This Saturday in Monte Carlo, undefeated WBA middleweight champion Gennady Golovkin defends his belt against Osumanu Adama. Adama is only ranked No. 12 by the WBA, but the power-punching Triple G is one of the hottest fighters in the sport right now, so his 2014 debut is an event.
HBO won't be broadcasting it, which is a shame for fans and a questionable strategy for the premium cable network, which has clearly identified Golovkin as a fighter they want to build programming around, especially after losing Golden Boy to rival Showtime.
So boxing fans in the United States will be checking their Twitter and Facebook feeds this weekend, waiting for the news from the tiny kingdom of Monaco.
|Per Boxrec||Gennady Golovkin||Osumanu Adama|
|Record:||28-0, 25 KOs||22-3, 16 KOs|
|Weight:||160 pounds||160 pounds|
|Hometown:||Stuttgart, Germany||Joliet, Ill.|
Gennady Golovkin makes his home in Stuttgart now, but he won a silver medal for his native Kazakhstan in the 2004 Olympics. Fighting now out of Joliet, Adama is a native of Ghana.
Golovkin's reach is actually a bit shorter than average for a world-class fighter his height. But he has excellent offensive footwork and never has trouble closing the distance.
Although Golovkin has three more fights than Adama, his outstanding KO percentage has led to him fighting nearly 20 less rounds.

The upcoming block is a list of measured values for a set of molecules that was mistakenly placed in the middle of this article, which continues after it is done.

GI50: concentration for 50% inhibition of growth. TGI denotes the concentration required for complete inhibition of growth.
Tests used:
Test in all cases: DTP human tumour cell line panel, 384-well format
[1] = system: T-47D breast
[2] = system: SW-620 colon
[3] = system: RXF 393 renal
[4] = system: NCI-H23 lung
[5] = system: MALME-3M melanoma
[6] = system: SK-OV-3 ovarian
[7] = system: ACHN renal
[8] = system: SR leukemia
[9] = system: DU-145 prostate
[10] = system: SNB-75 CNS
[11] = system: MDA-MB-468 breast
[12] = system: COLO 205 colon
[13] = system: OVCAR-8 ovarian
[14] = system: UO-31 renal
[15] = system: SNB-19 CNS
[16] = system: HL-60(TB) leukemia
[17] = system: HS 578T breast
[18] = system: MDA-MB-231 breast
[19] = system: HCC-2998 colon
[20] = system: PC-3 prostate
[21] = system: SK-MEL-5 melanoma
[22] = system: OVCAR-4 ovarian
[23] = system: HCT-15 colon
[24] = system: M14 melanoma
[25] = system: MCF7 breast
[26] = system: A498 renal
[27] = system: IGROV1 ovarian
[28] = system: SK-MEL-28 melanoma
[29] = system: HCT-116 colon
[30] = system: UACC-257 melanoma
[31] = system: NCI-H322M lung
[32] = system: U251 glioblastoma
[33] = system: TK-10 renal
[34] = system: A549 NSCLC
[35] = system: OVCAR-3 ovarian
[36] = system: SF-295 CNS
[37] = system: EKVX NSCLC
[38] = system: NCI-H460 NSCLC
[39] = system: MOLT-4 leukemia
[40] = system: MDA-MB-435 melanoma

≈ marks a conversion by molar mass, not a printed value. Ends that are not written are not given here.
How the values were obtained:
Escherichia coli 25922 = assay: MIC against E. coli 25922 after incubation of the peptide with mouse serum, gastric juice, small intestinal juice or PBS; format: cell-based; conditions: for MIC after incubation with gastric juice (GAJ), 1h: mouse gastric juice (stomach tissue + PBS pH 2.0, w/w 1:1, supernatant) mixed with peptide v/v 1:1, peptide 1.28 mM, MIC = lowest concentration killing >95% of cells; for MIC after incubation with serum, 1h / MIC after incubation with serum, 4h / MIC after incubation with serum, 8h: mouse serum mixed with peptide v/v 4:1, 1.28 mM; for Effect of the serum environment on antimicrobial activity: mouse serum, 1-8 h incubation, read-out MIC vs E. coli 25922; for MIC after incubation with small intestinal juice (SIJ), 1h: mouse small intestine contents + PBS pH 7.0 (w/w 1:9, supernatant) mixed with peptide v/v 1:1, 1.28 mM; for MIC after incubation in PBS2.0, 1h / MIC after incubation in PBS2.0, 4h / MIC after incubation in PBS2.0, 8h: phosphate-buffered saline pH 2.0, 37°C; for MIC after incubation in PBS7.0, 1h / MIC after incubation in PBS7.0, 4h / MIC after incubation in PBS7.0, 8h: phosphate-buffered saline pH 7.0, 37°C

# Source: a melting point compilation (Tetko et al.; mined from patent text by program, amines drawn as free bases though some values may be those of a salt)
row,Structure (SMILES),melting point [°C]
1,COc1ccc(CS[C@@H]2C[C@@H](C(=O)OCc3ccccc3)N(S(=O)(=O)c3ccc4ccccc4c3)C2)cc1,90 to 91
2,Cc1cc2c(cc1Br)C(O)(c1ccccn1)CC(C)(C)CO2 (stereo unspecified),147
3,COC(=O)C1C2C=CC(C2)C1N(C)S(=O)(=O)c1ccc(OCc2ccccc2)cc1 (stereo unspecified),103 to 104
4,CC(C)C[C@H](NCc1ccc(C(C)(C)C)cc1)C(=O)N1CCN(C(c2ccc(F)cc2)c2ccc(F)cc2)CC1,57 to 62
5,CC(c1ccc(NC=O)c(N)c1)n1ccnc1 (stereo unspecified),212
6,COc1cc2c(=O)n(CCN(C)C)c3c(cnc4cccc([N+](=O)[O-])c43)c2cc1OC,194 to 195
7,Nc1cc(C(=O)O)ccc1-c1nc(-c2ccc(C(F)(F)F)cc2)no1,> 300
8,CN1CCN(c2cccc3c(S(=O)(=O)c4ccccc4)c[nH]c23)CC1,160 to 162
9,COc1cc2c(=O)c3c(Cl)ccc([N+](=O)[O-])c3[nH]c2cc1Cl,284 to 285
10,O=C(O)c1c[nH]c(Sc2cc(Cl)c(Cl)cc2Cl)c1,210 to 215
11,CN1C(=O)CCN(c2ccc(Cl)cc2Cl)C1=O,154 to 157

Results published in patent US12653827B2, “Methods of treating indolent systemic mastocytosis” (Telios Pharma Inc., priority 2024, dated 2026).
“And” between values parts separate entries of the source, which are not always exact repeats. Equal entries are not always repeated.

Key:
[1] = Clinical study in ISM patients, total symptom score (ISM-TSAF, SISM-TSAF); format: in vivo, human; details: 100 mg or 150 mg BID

Gennady Golovkin is one of the hottest fighters in the entire sport. The undefeated WBA champion is a ferocious, monster puncher who stalks and finishes his opponents with the technical precision of a machine.
I expect to see and hear some grumbling this week about Golovkin fighting a "nobody." It's true that Adama is not well known and lacks any truly significant victories.
But this is fight number six for Golovkin in less than 17 months. I was at the press conference following his U.S. debut in September 2012 and his promoter, Tom Loeffler, made it clear that while their challenges were out to Sergio Martinez and the rest of the middleweight belt holders, they planned to keep Golovkin very active and refused to wait on networks or opponents.
And if Golovkin once more fights four times in 2014, Adama is a legitimate stay-busy opponent. The guy went 12 rounds with Daniel Geale when he challenged for the IBF title in March 2012 and even won five rounds on one card.